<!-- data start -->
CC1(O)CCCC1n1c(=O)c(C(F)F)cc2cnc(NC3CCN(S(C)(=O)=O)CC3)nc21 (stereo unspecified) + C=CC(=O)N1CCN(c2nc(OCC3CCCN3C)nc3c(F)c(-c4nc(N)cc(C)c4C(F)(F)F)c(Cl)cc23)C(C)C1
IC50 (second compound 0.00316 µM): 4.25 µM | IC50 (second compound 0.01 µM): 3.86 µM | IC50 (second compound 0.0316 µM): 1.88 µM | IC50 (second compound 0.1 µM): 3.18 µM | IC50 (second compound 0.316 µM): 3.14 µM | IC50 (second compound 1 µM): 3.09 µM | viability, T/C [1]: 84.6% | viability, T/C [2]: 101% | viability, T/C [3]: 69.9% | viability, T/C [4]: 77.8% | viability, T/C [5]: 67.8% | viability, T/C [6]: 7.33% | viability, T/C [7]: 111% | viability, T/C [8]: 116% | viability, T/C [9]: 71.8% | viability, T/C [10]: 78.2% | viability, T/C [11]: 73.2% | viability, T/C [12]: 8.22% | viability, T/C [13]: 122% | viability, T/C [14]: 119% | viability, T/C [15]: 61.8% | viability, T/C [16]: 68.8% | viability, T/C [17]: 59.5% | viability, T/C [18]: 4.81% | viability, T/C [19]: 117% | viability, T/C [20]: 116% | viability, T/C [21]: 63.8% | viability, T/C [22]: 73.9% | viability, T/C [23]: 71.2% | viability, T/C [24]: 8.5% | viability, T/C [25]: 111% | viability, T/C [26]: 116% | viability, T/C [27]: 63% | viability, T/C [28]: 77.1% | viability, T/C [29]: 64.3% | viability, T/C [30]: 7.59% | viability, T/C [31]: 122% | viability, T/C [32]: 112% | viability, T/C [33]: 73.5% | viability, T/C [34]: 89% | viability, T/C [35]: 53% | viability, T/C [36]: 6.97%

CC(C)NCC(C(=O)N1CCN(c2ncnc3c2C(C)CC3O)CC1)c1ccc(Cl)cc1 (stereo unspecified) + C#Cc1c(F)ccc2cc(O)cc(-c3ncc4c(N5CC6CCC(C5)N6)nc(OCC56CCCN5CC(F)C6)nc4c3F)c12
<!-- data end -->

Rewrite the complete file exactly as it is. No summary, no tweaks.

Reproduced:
CC1(O)CCCC1n1c(=O)c(C(F)F)cc2cnc(NC3CCN(S(C)(=O)=O)CC3)nc21 (stereo unspecified) + C=CC(=O)N1CCN(c2nc(OCC3CCCN3C)nc3c(F)c(-c4nc(N)cc(C)c4C(F)(F)F)c(Cl)cc23)C(C)C1
IC50 (second compound 0.00316 µM): 4.25 µM | IC50 (second compound 0.01 µM): 3.86 µM | IC50 (second compound 0.0316 µM): 1.88 µM | IC50 (second compound 0.1 µM): 3.18 µM | IC50 (second compound 0.316 µM): 3.14 µM | IC50 (second compound 1 µM): 3.09 µM | viability, T/C [1]: 84.6% | viability, T/C [2]: 101% | viability, T/C [3]: 69.9% | viability, T/C [4]: 77.8% | viability, T/C [5]: 67.8% | viability, T/C [6]: 7.33% | viability, T/C [7]: 111% | viability, T/C [8]: 116% | viability, T/C [9]: 71.8% | viability, T/C [10]: 78.2% | viability, T/C [11]: 73.2% | viability, T/C [12]: 8.22% | viability, T/C [13]: 122% | viability, T/C [14]: 119% | viability, T/C [15]: 61.8% | viability, T/C [16]: 68.8% | viability, T/C [17]: 59.5% | viability, T/C [18]: 4.81% | viability, T/C [19]: 117% | viability, T/C [20]: 116% | viability, T/C [21]: 63.8% | viability, T/C [22]: 73.9% | viability, T/C [23]: 71.2% | viability, T/C [24]: 8.5% | viability, T/C [25]: 111% | viability, T/C [26]: 116% | viability, T/C [27]: 63% | viability, T/C [28]: 77.1% | viability, T/C [29]: 64.3% | viability, T/C [30]: 7.59% | viability, T/C [31]: 122% | viability, T/C [32]: 112% | viability, T/C [33]: 73.5% | viability, T/C [34]: 89% | viability, T/C [35]: 53% | viability, T/C [36]: 6.97%

CC(C)NCC(C(=O)N1CCN(c2ncnc3c2C(C)CC3O)CC1)c1ccc(Cl)cc1 (stereo unspecified) + C#Cc1c(F)ccc2cc(O)cc(-c3ncc4c(N5CC6CCC(C5)N6)nc(OCC56CCCN5CC(F)C6)nc4c3F)c12